The History and Development of Woodsworth College
Woodsworth College was founded on January 1, 1974. While the history of Woodsworth is only 40 years old this year, the history that led up to its creation is almost as long as the history of the University of Toronto. Based on research from Woodsworth College’s archives, below is a summary of these archives, telling the story of how the part-time students found their place at the University of Toronto and how eventually, Woodsworth became an inclusive and welcoming college for all students.
By Gianna Leggio
In 1973, a Memorandum of Understanding was issued at The University of Toronto. This consolidated the various departments that the colleges had with their counterpart departments within the Faculty of Arts and Science. By doing this, the University of Toronto was finally ready to create a college for part time students, as now all non-special programs were hosted by the central faculty, thereby allowing accessibility to all students from all colleges, regardless of their student status. This action also allowed for the already established colleges to accept part time students. This was a huge deal, as before this, students who had started as regular full-time students and later wanted to change to part time status would be dropped from their college and “shunted into the Division of Extension”. The Russell Report, and Recommendation 18 proposed that a new college, temporarily dubbed College X, be formed on the St. George Campus, and designed to facilitate primarily to the part-time student body at UofT. This was the first time it was formally suggested by a non-student lobbying party that a college should be created and opened for part-time students. After a call for student recommendations for the new college’s name, a student submitted the idea that it be named after J.S. Woodsworth, the first leader of the Cooperative Commonwealth Federation, which later morphed into the NDP, who had been a graduate of Victoria College.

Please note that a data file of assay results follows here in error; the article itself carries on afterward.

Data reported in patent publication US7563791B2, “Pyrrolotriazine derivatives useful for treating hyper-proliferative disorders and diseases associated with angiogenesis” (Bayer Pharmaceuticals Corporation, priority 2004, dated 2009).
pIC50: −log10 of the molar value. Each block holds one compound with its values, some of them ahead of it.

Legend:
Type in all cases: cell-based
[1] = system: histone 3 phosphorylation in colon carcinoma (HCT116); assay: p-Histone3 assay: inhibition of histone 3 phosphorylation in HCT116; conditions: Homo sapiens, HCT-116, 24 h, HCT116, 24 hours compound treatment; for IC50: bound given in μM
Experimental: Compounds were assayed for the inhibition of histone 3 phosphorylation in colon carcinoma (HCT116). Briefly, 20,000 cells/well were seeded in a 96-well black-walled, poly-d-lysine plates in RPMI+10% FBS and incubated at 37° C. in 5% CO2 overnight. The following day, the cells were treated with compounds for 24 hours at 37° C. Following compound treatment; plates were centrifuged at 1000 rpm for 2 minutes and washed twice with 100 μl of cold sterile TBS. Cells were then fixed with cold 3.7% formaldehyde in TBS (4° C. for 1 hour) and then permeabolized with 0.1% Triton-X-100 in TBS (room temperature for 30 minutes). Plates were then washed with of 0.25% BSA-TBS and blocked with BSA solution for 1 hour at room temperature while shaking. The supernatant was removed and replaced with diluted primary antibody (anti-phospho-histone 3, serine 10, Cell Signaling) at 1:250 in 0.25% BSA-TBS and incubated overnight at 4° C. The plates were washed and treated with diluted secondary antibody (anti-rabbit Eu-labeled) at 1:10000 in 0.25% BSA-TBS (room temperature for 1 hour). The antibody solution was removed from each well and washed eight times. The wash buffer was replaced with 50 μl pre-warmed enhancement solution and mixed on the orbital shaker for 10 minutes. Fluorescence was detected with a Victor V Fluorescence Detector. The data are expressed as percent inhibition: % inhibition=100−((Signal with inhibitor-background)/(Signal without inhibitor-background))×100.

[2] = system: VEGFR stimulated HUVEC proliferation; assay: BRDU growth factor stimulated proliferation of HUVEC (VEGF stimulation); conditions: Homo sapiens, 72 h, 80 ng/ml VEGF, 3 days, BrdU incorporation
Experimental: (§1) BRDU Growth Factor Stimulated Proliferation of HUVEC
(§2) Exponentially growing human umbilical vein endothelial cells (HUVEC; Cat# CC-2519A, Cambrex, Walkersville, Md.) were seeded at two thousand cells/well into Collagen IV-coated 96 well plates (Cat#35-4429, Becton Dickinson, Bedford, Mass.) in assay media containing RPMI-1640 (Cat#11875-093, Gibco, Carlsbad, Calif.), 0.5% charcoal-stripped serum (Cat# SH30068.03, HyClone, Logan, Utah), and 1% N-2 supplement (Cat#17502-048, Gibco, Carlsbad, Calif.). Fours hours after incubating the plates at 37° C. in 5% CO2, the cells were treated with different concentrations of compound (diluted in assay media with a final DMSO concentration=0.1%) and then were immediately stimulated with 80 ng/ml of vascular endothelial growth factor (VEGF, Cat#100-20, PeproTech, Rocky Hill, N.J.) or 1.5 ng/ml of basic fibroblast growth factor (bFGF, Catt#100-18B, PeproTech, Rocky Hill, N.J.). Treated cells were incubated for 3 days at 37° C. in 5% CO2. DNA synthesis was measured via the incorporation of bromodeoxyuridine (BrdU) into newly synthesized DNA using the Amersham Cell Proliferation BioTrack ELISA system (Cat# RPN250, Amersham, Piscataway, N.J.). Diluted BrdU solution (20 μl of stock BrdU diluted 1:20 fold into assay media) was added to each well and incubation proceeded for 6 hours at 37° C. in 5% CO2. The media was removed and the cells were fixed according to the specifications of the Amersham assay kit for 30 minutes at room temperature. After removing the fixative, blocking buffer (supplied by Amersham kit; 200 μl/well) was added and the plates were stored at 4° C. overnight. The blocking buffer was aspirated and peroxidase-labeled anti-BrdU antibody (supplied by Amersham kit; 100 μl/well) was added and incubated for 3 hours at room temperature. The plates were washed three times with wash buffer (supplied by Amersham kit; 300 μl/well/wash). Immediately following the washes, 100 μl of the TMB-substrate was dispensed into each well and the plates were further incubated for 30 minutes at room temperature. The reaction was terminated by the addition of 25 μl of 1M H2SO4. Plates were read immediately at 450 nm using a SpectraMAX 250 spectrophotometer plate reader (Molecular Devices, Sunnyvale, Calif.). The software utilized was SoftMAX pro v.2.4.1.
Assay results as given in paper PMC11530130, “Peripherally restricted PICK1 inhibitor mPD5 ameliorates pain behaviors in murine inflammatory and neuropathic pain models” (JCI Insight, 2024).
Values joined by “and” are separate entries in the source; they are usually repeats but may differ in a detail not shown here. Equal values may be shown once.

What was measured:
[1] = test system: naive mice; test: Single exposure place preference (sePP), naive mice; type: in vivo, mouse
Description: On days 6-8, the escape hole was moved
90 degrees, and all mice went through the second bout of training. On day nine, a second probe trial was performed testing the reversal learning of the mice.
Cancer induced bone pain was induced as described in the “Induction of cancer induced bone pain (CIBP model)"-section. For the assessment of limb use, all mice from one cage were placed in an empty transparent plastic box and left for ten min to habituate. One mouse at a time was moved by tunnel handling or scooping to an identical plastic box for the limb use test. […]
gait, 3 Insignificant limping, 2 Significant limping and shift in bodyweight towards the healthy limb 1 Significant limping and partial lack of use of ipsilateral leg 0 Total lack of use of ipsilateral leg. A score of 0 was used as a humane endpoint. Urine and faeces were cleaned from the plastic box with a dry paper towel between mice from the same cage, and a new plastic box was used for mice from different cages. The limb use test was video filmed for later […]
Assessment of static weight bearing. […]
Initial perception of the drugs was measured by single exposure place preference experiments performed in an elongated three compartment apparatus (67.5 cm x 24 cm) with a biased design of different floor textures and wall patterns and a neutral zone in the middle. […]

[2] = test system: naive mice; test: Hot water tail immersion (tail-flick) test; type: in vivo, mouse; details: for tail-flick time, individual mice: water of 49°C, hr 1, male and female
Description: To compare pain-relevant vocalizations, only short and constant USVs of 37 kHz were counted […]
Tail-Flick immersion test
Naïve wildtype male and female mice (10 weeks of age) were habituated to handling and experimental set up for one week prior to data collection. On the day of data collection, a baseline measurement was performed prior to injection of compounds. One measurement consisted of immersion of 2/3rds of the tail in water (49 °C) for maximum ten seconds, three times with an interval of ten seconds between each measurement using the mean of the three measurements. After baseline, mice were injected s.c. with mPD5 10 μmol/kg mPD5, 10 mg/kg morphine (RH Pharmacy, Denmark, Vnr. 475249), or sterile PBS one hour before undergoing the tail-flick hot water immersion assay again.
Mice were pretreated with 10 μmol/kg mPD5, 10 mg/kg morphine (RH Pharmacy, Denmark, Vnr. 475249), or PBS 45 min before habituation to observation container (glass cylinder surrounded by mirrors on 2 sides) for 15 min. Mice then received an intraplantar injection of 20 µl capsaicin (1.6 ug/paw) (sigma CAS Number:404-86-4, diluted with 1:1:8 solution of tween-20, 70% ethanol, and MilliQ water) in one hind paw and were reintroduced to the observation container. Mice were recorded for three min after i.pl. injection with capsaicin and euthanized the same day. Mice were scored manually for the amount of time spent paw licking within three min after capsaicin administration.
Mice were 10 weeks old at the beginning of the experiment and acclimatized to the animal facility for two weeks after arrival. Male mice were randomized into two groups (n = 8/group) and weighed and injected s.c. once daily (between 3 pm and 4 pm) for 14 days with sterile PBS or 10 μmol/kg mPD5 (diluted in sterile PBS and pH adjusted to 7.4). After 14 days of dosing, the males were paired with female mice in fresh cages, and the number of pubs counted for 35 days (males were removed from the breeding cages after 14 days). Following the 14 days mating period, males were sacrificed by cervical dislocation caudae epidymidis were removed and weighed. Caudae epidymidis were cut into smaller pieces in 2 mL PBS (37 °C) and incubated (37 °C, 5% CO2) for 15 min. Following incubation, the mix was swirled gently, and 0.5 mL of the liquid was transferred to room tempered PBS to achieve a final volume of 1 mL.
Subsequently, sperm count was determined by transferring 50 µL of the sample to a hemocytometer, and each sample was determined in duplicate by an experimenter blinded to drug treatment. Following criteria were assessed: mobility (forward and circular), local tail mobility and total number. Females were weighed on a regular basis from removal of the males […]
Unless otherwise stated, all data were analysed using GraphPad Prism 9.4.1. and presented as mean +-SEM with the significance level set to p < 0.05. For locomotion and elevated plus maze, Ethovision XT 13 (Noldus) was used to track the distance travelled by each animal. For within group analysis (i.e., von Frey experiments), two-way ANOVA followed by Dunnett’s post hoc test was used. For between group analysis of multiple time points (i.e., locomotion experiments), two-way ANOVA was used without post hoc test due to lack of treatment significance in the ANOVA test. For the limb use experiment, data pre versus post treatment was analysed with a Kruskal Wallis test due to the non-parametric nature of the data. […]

Interestingly, in parallel with the founding of Woodsworth, the other colleges at UofT were made to accept and facilitate both full-time/direct entry and part-time/ mature students. Why then was Woodsworth even founded, it could be asked. It was because there needed to be a way to ensure there was not a mass influx of the then termed “irregular” students into the other colleges. The older colleges simply did not have the infrastructure that could deal with multiple types of students. Woodsworth started out with an infrastructure that could deal with all types of students. Because of this focus, the College was then able to create events and try initiatives such as a babysitting pool for students who had children.